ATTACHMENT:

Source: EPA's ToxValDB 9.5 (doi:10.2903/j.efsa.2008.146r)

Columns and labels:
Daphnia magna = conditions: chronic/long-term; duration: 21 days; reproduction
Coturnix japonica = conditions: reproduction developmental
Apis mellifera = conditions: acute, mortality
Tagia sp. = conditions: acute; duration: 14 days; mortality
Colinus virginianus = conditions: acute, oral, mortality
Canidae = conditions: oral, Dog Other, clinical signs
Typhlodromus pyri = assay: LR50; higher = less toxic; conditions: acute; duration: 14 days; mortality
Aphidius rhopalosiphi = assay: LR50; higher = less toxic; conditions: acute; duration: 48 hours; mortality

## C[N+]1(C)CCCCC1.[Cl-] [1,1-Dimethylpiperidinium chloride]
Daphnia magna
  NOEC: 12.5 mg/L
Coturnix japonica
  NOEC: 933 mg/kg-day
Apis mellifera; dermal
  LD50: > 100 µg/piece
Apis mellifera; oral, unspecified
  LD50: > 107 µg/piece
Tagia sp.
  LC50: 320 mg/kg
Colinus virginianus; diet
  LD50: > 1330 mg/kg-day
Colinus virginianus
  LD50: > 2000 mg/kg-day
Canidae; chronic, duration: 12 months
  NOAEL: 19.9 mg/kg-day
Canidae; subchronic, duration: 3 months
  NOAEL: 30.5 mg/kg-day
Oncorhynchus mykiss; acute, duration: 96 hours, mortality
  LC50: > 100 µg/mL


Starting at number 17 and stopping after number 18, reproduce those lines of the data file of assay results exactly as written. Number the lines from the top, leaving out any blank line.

  LD50: > 100 µg/piece
Apis mellifera; oral, unspecified